Oct 13

New Zealand’s Oil Disaster: Black Swans and Human Errors

A couple of years ago, the writer Nassim Nicholas Taleb invented a new metaphor which describes what he calls low probability, high impact events – the Black Swan. For centuries this creature was not thought to exist, but then the discovery of a single animal turned this assumption on its head. What Taleb is getting at is the way in which our ideas about the way the world works can be totally shifted by a single, shocking event. Once it happens, the author notes, humans are pretty good at concocting explanations for why it did, to make the thing seem more normal, to allow us to continue on as before.

The sinking of the ‘unsinkable’ Titanic: a classic black swan. The BP oil disaster in the Gulf of Mexico, another. Exxon Valdez? Sure. This week’s grounding of a tanker carrying fuel oil through one of the most beautiful marine environments on earth? Just the latest.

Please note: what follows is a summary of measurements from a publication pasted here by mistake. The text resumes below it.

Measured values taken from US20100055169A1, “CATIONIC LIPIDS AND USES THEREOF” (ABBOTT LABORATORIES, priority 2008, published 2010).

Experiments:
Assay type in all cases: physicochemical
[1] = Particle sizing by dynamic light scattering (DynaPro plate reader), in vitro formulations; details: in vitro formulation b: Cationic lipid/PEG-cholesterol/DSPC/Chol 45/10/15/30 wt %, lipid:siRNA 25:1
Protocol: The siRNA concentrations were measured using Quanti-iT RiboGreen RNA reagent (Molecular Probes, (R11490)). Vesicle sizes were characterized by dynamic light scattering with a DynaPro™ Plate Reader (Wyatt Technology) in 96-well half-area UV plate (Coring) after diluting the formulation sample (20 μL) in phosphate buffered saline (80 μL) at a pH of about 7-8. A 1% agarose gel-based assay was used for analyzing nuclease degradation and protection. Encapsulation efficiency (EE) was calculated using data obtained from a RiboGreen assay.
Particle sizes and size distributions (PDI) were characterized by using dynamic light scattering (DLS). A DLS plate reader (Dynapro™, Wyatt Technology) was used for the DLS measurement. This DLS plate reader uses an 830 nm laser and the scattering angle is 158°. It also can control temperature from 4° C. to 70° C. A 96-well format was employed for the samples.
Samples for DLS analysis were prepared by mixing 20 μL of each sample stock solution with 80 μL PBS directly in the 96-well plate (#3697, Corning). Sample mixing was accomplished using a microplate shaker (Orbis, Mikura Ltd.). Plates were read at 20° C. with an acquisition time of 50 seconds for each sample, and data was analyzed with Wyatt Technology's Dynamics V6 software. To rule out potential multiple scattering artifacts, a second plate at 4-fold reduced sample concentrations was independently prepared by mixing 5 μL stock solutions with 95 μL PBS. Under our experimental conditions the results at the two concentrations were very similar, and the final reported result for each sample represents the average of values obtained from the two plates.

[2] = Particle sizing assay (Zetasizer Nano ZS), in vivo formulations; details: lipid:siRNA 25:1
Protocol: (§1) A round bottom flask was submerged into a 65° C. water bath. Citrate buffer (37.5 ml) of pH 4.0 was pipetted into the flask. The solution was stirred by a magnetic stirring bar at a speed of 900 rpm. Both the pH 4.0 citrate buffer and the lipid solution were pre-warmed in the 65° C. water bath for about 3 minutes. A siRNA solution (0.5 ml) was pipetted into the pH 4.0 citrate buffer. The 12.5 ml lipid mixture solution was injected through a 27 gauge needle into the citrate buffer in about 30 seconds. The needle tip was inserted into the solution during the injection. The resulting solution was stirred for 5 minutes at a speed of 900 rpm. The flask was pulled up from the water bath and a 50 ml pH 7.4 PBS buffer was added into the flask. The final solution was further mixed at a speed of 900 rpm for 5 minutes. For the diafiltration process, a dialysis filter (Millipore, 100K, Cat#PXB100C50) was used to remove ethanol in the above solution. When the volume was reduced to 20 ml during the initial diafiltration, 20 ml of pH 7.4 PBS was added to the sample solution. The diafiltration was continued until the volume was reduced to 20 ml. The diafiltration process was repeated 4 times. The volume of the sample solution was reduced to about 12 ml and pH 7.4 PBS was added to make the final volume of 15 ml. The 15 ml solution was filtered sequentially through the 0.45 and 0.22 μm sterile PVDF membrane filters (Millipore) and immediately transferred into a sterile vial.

As the 21st century evolves around us, one thing is clear. When it comes to mankind’s thirst for energy we are entering uncharted waters, and the old assumptions are no longer cutting it. Major spills don’t happen in rich countries with tough regulations, like the US, like Britain, like New Zealand. Wrong. Oil companies are getting better at avoiding major spills and at dealing with them when the worst happens. Wrong. Existing regulations are enough to prevent this kind of thing happening in the future. Wrong.

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